Democrat says measure is too far-reaching, will harm all unmarried N.C. couples
RALEIGH, N.C. — North Carolina Gov. Bev Perdue announced today her opposition to a proposed anti-LGBT constitutional amendment that would ban recognition of marriage, civil unions and domestic partner benefits for same-sex couples in the state.
“My top priority is creating jobs,” Perdue said in a statement released on Friday afternoon. “Too many people are out of work and I’ve heard from several business leaders who’ve told me that the proposed constitutional amendment will harm our state’s business climate and make it harder to grow jobs here.”
Perdue added, “I believe that marriage is between one man and one woman: That’s why I voted for the law in 1996 that defines marriage as between one man and one woman, and that’s why I continue to support that law today. But I’m going to vote against the amendment because I cannot in good conscience look an unemployed man or woman in the eye and tell them that this amendment is more important than finding them a job. In addition, a number of legal experts have argued that this amendment, if passed, could eliminate legal protections for all unmarried couples in our state, regardless of sexual orientation. Right now, my focus, the General Assembly’s focus, and North Carolina’s focus needs to be on creating jobs.”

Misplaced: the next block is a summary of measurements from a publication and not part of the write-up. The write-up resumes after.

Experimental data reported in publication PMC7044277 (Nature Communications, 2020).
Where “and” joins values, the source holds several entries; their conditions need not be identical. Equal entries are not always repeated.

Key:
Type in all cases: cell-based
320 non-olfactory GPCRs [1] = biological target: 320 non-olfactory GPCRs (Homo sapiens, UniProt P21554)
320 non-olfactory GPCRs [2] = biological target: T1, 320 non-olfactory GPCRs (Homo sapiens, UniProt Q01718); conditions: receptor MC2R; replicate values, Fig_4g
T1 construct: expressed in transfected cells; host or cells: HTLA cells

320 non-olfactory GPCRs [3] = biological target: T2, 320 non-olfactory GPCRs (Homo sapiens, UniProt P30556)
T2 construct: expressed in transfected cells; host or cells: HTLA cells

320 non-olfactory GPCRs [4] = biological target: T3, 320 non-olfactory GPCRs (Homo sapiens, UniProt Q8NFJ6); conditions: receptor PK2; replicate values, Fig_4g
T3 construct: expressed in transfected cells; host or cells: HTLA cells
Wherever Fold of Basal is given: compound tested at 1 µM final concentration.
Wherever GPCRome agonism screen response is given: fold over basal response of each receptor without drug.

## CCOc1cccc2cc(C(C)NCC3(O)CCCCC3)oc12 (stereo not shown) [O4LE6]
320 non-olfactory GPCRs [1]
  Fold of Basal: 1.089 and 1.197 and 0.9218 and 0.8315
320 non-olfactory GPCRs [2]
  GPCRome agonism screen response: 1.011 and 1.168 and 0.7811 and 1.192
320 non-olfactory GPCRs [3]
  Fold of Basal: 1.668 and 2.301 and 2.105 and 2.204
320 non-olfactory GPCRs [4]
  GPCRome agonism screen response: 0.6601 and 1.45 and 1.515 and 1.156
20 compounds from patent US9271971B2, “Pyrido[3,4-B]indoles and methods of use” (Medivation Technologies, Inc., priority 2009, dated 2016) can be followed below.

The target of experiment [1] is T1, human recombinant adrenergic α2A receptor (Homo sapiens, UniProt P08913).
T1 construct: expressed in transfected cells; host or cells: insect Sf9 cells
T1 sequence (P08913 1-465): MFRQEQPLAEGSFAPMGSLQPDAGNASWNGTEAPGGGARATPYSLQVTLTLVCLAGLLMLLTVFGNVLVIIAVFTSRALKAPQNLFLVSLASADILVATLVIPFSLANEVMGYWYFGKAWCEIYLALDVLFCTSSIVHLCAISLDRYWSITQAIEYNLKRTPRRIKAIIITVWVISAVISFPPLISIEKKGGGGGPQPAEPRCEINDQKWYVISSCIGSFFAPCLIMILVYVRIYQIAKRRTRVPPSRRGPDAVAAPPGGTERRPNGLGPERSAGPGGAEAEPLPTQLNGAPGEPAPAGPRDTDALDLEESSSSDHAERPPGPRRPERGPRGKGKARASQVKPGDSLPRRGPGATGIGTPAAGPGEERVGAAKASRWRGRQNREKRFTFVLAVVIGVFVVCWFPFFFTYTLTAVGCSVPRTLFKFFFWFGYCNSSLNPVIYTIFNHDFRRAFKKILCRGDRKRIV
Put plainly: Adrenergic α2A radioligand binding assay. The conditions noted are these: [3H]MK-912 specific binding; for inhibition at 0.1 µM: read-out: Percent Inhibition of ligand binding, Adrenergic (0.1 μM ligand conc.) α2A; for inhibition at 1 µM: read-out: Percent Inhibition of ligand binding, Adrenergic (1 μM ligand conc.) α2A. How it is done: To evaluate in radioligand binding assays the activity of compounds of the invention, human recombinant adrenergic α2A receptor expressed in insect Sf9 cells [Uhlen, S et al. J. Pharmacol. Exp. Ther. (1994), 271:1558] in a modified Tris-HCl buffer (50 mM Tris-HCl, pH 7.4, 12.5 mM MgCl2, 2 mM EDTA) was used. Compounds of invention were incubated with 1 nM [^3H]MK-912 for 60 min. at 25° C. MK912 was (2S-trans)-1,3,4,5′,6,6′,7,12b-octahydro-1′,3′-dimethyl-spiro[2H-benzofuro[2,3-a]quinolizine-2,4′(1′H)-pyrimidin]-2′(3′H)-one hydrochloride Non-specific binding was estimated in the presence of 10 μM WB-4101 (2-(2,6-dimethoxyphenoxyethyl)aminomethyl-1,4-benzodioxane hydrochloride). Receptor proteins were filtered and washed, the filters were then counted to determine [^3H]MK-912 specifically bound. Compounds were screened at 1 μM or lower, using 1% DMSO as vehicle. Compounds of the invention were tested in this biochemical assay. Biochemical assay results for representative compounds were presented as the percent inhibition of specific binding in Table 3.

The announcement comes after weeks of speculation over Perdue’s personal thoughts on the measure. The Democrat had refused requests by the media and activists for her to clarify her remarks or issue a more definitive statement. In fact, two requests for comment from this paper to the governor’s press office were ignored.